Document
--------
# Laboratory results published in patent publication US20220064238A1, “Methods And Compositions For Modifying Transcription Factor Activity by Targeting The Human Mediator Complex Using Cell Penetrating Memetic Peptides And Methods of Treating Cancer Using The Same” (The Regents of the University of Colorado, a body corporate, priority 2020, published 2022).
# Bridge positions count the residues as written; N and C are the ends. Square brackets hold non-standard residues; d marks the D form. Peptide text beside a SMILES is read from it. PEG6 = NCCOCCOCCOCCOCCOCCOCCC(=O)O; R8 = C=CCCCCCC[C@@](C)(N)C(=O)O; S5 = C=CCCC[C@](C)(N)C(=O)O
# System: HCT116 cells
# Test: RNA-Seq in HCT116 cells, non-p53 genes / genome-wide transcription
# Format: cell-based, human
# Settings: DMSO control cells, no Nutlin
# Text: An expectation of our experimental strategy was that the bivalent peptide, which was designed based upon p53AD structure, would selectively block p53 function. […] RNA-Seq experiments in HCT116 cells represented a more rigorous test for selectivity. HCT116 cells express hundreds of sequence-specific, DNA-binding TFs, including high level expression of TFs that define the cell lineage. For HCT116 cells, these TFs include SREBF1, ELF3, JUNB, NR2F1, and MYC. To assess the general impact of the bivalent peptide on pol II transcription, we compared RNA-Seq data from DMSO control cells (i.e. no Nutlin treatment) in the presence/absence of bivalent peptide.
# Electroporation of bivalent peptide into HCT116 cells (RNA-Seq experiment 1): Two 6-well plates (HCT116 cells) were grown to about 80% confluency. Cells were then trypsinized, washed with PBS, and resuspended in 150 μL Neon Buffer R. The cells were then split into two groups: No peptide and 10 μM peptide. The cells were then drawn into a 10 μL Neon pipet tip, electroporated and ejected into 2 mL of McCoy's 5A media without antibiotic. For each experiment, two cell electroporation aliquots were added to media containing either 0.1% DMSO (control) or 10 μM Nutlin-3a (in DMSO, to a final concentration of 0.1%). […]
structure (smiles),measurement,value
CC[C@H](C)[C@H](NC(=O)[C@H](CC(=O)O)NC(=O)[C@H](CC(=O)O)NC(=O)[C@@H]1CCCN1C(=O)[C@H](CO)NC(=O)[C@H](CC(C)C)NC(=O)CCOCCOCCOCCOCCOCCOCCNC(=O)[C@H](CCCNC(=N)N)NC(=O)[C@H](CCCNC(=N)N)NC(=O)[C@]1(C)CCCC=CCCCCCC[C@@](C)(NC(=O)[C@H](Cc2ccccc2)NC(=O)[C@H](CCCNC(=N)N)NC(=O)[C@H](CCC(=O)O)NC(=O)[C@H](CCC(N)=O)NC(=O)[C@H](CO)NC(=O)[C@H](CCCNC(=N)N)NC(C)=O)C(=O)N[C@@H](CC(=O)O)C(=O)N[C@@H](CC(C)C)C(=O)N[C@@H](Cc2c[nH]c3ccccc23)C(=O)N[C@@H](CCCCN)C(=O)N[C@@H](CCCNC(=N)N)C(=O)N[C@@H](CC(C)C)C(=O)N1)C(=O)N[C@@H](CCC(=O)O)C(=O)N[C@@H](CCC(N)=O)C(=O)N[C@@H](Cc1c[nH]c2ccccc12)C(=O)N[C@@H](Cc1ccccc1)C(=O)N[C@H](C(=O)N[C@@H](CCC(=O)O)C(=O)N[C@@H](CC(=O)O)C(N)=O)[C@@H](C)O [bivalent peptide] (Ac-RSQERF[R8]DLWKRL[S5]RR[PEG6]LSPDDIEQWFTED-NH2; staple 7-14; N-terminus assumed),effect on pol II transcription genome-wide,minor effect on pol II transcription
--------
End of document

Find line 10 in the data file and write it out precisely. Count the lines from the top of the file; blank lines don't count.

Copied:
CC[C@H](C)[C@H](NC(=O)[C@H](CC(=O)O)NC(=O)[C@H](CC(=O)O)NC(=O)[C@@H]1CCCN1C(=O)[C@H](CO)NC(=O)[C@H](CC(C)C)NC(=O)CCOCCOCCOCCOCCOCCOCCNC(=O)[C@H](CCCNC(=N)N)NC(=O)[C@H](CCCNC(=N)N)NC(=O)[C@]1(C)CCCC=CCCCCCC[C@@](C)(NC(=O)[C@H](Cc2ccccc2)NC(=O)[C@H](CCCNC(=N)N)NC(=O)[C@H](CCC(=O)O)NC(=O)[C@H](CCC(N)=O)NC(=O)[C@H](CO)NC(=O)[C@H](CCCNC(=N)N)NC(C)=O)C(=O)N[C@@H](CC(=O)O)C(=O)N[C@@H](CC(C)C)C(=O)N[C@@H](Cc2c[nH]c3ccccc23)C(=O)N[C@@H](CCCCN)C(=O)N[C@@H](CCCNC(=N)N)C(=O)N[C@@H](CC(C)C)C(=O)N1)C(=O)N[C@@H](CCC(=O)O)C(=O)N[C@@H](CCC(N)=O)C(=O)N[C@@H](Cc1c[nH]c2ccccc12)C(=O)N[C@@H](Cc1ccccc1)C(=O)N[C@H](C(=O)N[C@@H](CCC(=O)O)C(=O)N[C@@H](CC(=O)O)C(N)=O)[C@@H](C)O [bivalent peptide] (Ac-RSQERF[R8]DLWKRL[S5]RR[PEG6]LSPDDIEQWFTED-NH2; staple 7-14; N-terminus assumed),effect on pol II transcription genome-wide,minor effect on pol II transcription